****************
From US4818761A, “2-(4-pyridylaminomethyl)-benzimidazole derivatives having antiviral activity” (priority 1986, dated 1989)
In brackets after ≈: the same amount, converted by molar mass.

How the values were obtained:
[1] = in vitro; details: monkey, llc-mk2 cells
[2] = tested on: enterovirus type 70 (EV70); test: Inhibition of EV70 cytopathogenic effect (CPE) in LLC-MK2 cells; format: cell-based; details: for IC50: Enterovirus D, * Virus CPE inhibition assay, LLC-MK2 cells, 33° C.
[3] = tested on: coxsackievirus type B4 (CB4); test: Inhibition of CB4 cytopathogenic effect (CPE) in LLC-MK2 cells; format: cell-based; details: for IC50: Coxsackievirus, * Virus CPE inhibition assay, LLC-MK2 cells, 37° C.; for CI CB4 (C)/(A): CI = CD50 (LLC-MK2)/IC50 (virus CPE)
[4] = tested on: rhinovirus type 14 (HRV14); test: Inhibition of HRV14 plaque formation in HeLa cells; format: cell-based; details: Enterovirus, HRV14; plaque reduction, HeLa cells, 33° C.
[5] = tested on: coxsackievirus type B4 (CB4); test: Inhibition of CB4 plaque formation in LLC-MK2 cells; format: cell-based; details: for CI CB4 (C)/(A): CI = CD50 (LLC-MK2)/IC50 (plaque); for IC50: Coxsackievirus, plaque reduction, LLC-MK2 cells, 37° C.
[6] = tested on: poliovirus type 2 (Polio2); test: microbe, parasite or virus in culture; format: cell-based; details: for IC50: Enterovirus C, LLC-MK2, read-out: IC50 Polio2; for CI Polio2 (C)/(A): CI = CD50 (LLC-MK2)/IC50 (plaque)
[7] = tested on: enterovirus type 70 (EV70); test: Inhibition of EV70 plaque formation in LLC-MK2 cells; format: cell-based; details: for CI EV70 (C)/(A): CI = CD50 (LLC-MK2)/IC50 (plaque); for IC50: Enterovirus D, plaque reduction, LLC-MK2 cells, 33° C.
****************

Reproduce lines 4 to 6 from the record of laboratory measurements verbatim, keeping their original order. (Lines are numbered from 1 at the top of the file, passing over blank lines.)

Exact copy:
[1] = in vitro; details: monkey, llc-mk2 cells
[2] = tested on: enterovirus type 70 (EV70); test: Inhibition of EV70 cytopathogenic effect (CPE) in LLC-MK2 cells; format: cell-based; details: for IC50: Enterovirus D, * Virus CPE inhibition assay, LLC-MK2 cells, 33° C.
[3] = tested on: coxsackievirus type B4 (CB4); test: Inhibition of CB4 cytopathogenic effect (CPE) in LLC-MK2 cells; format: cell-based; details: for IC50: Coxsackievirus, * Virus CPE inhibition assay, LLC-MK2 cells, 37° C.; for CI CB4 (C)/(A): CI = CD50 (LLC-MK2)/IC50 (virus CPE)